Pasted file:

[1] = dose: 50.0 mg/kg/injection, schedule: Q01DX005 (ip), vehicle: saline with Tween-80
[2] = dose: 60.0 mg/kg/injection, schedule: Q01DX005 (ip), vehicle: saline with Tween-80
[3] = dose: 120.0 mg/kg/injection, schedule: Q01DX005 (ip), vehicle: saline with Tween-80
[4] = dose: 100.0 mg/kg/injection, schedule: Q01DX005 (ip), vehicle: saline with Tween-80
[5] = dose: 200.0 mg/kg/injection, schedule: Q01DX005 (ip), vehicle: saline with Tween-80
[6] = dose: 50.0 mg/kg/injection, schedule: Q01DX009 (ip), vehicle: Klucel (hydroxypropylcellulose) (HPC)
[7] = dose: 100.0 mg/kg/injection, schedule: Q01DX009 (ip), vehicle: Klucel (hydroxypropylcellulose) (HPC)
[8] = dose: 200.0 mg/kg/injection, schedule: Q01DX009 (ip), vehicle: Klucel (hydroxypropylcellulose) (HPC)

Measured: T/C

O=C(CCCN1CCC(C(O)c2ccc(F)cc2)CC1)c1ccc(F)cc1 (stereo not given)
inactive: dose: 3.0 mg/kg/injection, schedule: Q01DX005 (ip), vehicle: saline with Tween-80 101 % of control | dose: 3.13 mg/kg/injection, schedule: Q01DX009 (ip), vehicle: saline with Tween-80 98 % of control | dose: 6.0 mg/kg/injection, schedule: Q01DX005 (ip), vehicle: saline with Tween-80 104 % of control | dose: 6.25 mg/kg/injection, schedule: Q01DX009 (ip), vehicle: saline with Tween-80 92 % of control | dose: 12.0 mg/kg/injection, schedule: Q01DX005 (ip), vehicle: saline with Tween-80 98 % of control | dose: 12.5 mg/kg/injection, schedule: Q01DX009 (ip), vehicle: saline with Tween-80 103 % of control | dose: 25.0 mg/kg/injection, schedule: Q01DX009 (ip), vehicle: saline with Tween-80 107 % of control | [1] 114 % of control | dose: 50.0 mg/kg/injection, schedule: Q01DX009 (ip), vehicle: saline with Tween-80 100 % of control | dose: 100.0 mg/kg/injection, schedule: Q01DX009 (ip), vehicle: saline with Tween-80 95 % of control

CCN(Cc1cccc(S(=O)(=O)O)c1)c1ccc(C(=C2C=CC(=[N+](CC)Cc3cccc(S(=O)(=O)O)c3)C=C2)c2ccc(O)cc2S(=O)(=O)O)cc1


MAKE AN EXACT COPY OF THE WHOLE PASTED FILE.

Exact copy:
[1] = dose: 50.0 mg/kg/injection, schedule: Q01DX005 (ip), vehicle: saline with Tween-80
[2] = dose: 60.0 mg/kg/injection, schedule: Q01DX005 (ip), vehicle: saline with Tween-80
[3] = dose: 120.0 mg/kg/injection, schedule: Q01DX005 (ip), vehicle: saline with Tween-80
[4] = dose: 100.0 mg/kg/injection, schedule: Q01DX005 (ip), vehicle: saline with Tween-80
[5] = dose: 200.0 mg/kg/injection, schedule: Q01DX005 (ip), vehicle: saline with Tween-80
[6] = dose: 50.0 mg/kg/injection, schedule: Q01DX009 (ip), vehicle: Klucel (hydroxypropylcellulose) (HPC)
[7] = dose: 100.0 mg/kg/injection, schedule: Q01DX009 (ip), vehicle: Klucel (hydroxypropylcellulose) (HPC)
[8] = dose: 200.0 mg/kg/injection, schedule: Q01DX009 (ip), vehicle: Klucel (hydroxypropylcellulose) (HPC)

Measured: T/C

O=C(CCCN1CCC(C(O)c2ccc(F)cc2)CC1)c1ccc(F)cc1 (stereo not given)
inactive: dose: 3.0 mg/kg/injection, schedule: Q01DX005 (ip), vehicle: saline with Tween-80 101 % of control | dose: 3.13 mg/kg/injection, schedule: Q01DX009 (ip), vehicle: saline with Tween-80 98 % of control | dose: 6.0 mg/kg/injection, schedule: Q01DX005 (ip), vehicle: saline with Tween-80 104 % of control | dose: 6.25 mg/kg/injection, schedule: Q01DX009 (ip), vehicle: saline with Tween-80 92 % of control | dose: 12.0 mg/kg/injection, schedule: Q01DX005 (ip), vehicle: saline with Tween-80 98 % of control | dose: 12.5 mg/kg/injection, schedule: Q01DX009 (ip), vehicle: saline with Tween-80 103 % of control | dose: 25.0 mg/kg/injection, schedule: Q01DX009 (ip), vehicle: saline with Tween-80 107 % of control | [1] 114 % of control | dose: 50.0 mg/kg/injection, schedule: Q01DX009 (ip), vehicle: saline with Tween-80 100 % of control | dose: 100.0 mg/kg/injection, schedule: Q01DX009 (ip), vehicle: saline with Tween-80 95 % of control

CCN(Cc1cccc(S(=O)(=O)O)c1)c1ccc(C(=C2C=CC(=[N+](CC)Cc3cccc(S(=O)(=O)O)c3)C=C2)c2ccc(O)cc2S(=O)(=O)O)cc1